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Ran Review


Extraordinary
The average movie enthusiast has probably heard the name Akira Kurosawa mentioned with reverence in pretentious film-snob circles or in almost any film school, but chances are the average movie enthusiast probably hasn't bothered to ever really watch any of Kurosawa's films, which is a real shame. For in these films lies the expression of unbelievable talent - a poetry of motion and color - created and painted by a true master of the art of modern cinema. Now in theatrical reissue, casual moviegoers once again have the chance to see Ran, Kurosawa's masterpiece, on the big screen.

Kurosawa's closest colleagues addressed him as "sensei," a respectful and affectionate term meaning "teacher" or "master," and for good reason: He is without question, the master of Japanese cinema and an artist whose film legacy spanned 50 years of moviemaking. He influenced filmmakers such as Lucas, Spielberg, Coppola, Scorsese and countless others. For example, the movie A Fistful of Dollars was really nothing more than Western remake of the Kurosawa film Yojimbo, and The Magnificent Seven was a remake of Seven Samurai. The Academy of Motion Picture Arts and Sciences recognized Kurosawa four times in his career, and Ran has won countless awards, including Best Film from the esteemed National Society of Film Critics. The film was Kurosawa's obsession for more than 10 years and he feared that the movie would never be made. When it finally did get financing, it became Japan's most expensive film ever made at the time.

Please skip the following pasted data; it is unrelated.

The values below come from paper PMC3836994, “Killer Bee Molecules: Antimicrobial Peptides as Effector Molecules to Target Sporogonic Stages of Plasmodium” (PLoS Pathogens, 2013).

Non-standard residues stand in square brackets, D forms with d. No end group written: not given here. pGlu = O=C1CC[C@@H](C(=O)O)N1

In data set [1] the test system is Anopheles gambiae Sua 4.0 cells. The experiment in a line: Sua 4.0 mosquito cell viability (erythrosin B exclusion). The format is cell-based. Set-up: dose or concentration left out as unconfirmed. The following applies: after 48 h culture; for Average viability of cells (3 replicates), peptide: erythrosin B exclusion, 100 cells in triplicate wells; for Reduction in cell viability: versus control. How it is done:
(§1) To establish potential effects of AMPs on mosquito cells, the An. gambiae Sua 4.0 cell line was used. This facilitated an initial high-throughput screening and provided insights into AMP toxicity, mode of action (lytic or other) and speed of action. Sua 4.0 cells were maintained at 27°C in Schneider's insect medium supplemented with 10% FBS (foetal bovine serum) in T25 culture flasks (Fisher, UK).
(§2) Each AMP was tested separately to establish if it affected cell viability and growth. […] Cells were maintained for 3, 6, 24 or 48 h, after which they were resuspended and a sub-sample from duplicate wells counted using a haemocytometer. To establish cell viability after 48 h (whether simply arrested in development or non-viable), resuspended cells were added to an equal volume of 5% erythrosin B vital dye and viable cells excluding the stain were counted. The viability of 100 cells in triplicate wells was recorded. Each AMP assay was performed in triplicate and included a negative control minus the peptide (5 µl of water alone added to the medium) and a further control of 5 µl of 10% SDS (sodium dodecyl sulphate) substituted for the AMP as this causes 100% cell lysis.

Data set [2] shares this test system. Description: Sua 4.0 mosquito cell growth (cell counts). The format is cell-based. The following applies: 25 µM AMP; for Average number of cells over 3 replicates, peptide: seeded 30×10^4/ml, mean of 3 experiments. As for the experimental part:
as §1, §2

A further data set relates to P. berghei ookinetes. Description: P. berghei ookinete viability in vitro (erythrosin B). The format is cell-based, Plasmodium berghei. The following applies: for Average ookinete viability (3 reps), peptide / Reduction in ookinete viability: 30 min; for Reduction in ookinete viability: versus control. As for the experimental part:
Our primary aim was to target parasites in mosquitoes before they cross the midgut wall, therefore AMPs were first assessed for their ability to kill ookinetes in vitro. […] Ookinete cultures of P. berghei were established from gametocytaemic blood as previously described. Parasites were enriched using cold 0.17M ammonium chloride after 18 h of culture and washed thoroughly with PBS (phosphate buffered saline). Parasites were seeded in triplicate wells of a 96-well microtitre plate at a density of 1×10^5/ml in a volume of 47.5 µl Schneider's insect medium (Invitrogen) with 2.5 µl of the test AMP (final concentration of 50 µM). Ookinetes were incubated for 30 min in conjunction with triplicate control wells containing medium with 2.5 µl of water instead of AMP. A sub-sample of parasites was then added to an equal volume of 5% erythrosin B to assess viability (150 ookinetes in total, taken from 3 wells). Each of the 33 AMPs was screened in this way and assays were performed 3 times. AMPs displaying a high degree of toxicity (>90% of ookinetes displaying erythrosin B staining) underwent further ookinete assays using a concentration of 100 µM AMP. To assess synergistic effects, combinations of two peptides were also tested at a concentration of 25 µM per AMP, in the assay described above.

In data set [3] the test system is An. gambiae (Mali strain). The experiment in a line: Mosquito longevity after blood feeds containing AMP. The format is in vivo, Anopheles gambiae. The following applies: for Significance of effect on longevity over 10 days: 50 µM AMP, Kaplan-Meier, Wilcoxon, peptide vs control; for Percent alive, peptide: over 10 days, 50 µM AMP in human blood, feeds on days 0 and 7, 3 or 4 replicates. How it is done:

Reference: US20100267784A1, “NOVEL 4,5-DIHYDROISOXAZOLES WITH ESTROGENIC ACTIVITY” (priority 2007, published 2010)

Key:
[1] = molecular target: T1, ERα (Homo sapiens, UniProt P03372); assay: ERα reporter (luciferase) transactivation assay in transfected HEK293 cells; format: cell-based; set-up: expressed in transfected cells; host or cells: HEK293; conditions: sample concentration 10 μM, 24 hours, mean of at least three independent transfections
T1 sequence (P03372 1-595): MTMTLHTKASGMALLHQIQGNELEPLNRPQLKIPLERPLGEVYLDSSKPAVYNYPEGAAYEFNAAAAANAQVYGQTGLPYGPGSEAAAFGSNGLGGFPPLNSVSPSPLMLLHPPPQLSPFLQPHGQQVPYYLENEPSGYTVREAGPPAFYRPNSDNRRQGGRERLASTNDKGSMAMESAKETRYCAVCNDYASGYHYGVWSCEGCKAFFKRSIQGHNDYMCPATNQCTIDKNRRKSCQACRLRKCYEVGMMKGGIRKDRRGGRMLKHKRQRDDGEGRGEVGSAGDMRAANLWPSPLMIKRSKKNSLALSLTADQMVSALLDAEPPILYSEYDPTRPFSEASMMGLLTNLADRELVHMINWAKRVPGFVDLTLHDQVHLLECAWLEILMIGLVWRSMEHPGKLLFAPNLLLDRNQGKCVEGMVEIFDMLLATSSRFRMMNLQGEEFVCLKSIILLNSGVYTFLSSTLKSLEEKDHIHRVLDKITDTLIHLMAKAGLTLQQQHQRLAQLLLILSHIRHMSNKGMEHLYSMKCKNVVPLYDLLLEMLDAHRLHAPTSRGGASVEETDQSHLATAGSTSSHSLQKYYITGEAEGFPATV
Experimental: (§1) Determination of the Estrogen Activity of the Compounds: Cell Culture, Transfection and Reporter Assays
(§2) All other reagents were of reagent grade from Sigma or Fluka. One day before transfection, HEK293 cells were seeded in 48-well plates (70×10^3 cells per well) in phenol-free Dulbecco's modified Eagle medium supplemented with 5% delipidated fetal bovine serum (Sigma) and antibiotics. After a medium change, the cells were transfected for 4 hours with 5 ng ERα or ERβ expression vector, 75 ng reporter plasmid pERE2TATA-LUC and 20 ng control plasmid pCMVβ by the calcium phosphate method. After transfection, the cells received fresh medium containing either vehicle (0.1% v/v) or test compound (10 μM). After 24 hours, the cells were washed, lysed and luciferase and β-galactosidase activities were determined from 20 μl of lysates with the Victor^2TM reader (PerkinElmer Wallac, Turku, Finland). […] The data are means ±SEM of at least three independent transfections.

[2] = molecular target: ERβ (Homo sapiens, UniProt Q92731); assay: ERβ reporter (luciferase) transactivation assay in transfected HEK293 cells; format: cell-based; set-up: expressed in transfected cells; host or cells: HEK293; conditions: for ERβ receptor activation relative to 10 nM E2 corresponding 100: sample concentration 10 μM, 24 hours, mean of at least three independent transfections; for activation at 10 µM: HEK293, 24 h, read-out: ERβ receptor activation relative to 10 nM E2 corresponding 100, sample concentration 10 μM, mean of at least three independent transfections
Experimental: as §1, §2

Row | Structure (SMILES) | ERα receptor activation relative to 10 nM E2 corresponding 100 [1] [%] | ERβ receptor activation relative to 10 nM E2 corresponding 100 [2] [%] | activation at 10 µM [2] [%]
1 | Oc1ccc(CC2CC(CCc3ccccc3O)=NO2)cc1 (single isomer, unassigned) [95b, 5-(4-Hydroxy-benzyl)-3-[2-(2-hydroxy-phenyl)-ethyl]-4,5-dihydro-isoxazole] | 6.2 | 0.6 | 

Continue reading: Ran Review

Ran Review


Extraordinary
The average movie enthusiast has probably heard the name Akira Kurosawa mentioned with reverence in pretentious film-snob circles or in almost any film school, but chances are the average movie enthusiast probably hasn't bothered to ever really watch any of Kurosawa's films, which is a real shame. For in these films lies the expression of unbelievable talent - a poetry of motion and color - created and painted by a true master of the art of modern cinema. Now in theatrical reissue, casual moviegoers once again have the chance to see Ran, Kurosawa's masterpiece, on the big screen.

Kurosawa's closest colleagues addressed him as "sensei," a respectful and affectionate term meaning "teacher" or "master," and for good reason: He is without question, the master of Japanese cinema and an artist whose film legacy spanned 50 years of moviemaking. He influenced filmmakers such as Lucas, Spielberg, Coppola, Scorsese and countless others. For example, the movie A Fistful of Dollars was really nothing more than Western remake of the Kurosawa film Yojimbo, and The Magnificent Seven was a remake of The Seven Samurai. The Academy of Motion Picture Arts and Sciences recognized Kurosawa four times in his career, and Ran has won countless awards, including Best Film from the esteemed National Society of Film Critics. The film was Kurosawa's obsession for more than 10 years and he feared that the movie would never be made. When it finally did get financing, it became Japan's most expensive film ever made at the time.

Continue reading: Ran Review

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